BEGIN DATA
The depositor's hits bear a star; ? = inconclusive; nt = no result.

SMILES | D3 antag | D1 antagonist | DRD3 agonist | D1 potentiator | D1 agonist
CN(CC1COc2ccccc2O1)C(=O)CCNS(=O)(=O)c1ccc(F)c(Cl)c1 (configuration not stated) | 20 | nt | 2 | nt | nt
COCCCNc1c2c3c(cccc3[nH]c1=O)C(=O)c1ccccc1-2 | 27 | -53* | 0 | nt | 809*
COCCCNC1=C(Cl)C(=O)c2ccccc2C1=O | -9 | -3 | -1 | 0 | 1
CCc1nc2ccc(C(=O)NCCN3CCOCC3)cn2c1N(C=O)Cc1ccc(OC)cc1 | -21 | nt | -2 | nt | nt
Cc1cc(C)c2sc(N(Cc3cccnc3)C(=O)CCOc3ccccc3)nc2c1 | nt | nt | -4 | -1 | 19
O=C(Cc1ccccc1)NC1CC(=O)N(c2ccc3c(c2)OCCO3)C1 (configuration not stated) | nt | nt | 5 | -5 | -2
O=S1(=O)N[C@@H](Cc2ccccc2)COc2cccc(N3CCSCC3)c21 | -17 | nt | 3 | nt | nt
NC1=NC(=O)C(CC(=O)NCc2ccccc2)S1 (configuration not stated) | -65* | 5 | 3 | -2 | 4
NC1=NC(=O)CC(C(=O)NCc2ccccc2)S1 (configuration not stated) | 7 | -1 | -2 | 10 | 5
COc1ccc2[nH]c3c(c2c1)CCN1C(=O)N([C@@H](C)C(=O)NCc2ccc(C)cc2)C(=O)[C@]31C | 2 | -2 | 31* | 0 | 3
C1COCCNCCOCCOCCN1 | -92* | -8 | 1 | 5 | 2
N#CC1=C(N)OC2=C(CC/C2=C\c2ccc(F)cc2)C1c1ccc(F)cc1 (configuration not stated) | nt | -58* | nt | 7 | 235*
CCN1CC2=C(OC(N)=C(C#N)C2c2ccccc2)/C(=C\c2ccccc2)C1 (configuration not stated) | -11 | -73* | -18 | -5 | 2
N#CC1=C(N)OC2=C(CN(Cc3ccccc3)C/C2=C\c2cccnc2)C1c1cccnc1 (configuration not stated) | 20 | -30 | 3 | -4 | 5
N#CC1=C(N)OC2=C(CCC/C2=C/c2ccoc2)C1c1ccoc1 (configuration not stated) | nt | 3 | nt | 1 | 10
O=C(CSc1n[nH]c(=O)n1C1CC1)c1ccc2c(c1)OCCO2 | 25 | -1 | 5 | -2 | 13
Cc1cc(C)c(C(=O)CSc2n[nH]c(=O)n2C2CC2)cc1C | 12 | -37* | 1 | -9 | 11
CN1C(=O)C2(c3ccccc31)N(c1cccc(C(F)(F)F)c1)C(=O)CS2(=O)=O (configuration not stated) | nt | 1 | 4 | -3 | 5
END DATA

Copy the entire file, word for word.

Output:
The depositor's hits bear a star; ? = inconclusive; nt = no result.

SMILES | D3 antag | D1 antagonist | DRD3 agonist | D1 potentiator | D1 agonist
CN(CC1COc2ccccc2O1)C(=O)CCNS(=O)(=O)c1ccc(F)c(Cl)c1 (configuration not stated) | 20 | nt | 2 | nt | nt
COCCCNc1c2c3c(cccc3[nH]c1=O)C(=O)c1ccccc1-2 | 27 | -53* | 0 | nt | 809*
COCCCNC1=C(Cl)C(=O)c2ccccc2C1=O | -9 | -3 | -1 | 0 | 1
CCc1nc2ccc(C(=O)NCCN3CCOCC3)cn2c1N(C=O)Cc1ccc(OC)cc1 | -21 | nt | -2 | nt | nt
Cc1cc(C)c2sc(N(Cc3cccnc3)C(=O)CCOc3ccccc3)nc2c1 | nt | nt | -4 | -1 | 19
O=C(Cc1ccccc1)NC1CC(=O)N(c2ccc3c(c2)OCCO3)C1 (configuration not stated) | nt | nt | 5 | -5 | -2
O=S1(=O)N[C@@H](Cc2ccccc2)COc2cccc(N3CCSCC3)c21 | -17 | nt | 3 | nt | nt
NC1=NC(=O)C(CC(=O)NCc2ccccc2)S1 (configuration not stated) | -65* | 5 | 3 | -2 | 4
NC1=NC(=O)CC(C(=O)NCc2ccccc2)S1 (configuration not stated) | 7 | -1 | -2 | 10 | 5
COc1ccc2[nH]c3c(c2c1)CCN1C(=O)N([C@@H](C)C(=O)NCc2ccc(C)cc2)C(=O)[C@]31C | 2 | -2 | 31* | 0 | 3
C1COCCNCCOCCOCCN1 | -92* | -8 | 1 | 5 | 2
N#CC1=C(N)OC2=C(CC/C2=C\c2ccc(F)cc2)C1c1ccc(F)cc1 (configuration not stated) | nt | -58* | nt | 7 | 235*
CCN1CC2=C(OC(N)=C(C#N)C2c2ccccc2)/C(=C\c2ccccc2)C1 (configuration not stated) | -11 | -73* | -18 | -5 | 2
N#CC1=C(N)OC2=C(CN(Cc3ccccc3)C/C2=C\c2cccnc2)C1c1cccnc1 (configuration not stated) | 20 | -30 | 3 | -4 | 5
N#CC1=C(N)OC2=C(CCC/C2=C/c2ccoc2)C1c1ccoc1 (configuration not stated) | nt | 3 | nt | 1 | 10
O=C(CSc1n[nH]c(=O)n1C1CC1)c1ccc2c(c1)OCCO2 | 25 | -1 | 5 | -2 | 13
Cc1cc(C)c(C(=O)CSc2n[nH]c(=O)n2C2CC2)cc1C | 12 | -37* | 1 | -9 | 11
CN1C(=O)C2(c3ccccc31)N(c1cccc(C(F)(F)F)c1)C(=O)CS2(=O)=O (configuration not stated) | nt | 1 | 4 | -3 | 5